World Bank: Trade Unions Benefit Workers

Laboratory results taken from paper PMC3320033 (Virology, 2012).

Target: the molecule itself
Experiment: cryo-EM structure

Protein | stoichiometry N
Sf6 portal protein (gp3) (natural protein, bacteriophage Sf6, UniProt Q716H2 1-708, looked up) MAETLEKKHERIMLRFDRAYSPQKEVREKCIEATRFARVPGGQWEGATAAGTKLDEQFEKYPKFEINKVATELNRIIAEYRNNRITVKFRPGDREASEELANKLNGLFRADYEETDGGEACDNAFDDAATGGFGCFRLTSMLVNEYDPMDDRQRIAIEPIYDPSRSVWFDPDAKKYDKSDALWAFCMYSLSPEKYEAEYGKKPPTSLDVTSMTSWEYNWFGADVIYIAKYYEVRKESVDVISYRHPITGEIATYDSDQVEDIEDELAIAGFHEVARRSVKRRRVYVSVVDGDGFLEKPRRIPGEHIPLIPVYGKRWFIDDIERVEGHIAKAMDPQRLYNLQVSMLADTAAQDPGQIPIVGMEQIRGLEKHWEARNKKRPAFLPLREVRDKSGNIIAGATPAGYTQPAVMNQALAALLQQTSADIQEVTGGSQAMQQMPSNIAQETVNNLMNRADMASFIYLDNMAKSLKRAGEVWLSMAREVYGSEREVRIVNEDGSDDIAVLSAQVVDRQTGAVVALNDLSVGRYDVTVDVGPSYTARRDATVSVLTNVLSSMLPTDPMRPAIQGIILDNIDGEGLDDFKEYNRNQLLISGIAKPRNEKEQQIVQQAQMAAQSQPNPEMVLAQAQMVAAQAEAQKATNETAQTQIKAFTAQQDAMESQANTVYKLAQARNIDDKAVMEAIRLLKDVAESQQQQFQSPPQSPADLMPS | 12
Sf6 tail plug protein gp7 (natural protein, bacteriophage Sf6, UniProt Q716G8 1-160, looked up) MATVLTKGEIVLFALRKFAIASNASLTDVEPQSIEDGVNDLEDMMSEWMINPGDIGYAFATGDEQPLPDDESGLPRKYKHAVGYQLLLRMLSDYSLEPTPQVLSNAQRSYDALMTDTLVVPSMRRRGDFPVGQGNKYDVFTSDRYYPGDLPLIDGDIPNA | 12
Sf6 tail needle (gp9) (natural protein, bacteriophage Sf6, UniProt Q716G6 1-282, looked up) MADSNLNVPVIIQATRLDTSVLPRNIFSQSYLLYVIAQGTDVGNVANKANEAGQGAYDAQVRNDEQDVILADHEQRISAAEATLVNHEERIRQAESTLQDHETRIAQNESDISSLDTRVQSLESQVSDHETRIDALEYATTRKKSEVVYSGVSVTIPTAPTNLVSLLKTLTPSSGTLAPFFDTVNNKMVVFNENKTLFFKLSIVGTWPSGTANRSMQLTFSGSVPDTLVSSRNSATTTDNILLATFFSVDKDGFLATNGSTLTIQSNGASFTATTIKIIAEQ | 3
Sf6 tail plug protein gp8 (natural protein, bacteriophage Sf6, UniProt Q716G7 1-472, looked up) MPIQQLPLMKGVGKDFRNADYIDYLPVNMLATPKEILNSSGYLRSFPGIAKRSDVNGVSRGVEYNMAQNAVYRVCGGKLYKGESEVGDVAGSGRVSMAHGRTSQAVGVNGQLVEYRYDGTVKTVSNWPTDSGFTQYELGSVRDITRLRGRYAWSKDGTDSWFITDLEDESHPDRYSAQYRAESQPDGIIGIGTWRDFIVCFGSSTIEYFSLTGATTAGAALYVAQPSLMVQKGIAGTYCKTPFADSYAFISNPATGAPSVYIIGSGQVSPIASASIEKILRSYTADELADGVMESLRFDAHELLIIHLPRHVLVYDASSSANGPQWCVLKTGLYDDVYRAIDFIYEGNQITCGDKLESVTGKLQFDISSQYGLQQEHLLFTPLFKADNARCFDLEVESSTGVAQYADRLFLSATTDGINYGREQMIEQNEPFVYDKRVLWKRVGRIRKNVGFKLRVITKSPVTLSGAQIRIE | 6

By Agence France-Presse Workers belonging to trade unions tend to earn more money, work fewer hours and keep their jobs longer than their colleagues, according to a World Bank report released Feb. 12. But temporary layoffs are more frequent in unionized companies, said "Unions and Collective Bargaining: Economic Effects in a Global Environment." The report reviewed more than 1,000 studies on the effects of unions and collective bargaining. Workers covered by collective agreements get more money if they are in industrialized countries, the report said. The wage mark-up for such workers was 15% in the Unitd States, and 5% to 10% in other industrialized countries. But for poor or middle-income countries, unionized workers could get either more or less money than their non-unionized colleagues. "Voluntary job turnover is lower and job tenure longer in unionized firms, the report said, citing evidence from Australia, Britain, Japan, Malaysia and the United States. "Hours worked are lower among unionized than non-unionized workers," the report added. "This is true for both total and normal hours. In addition, unionized workers are more likely to get paid for the overtime work that they do." Countries with highly coordinated collective bargaining tended to be associated with lower and less persistent unemployment, greater equality in earnings and fewer strikes, the report said. "The need for workers, employers and government to find solutions that cut poverty through both growth and better distribution of income is becoming increasingly urgent in an era of globalization," said Robert Holzmann, director of social protection for the World Bank. World Bank headquarters are in Washington, D.C. Copyright Agence France-Presse, 2003

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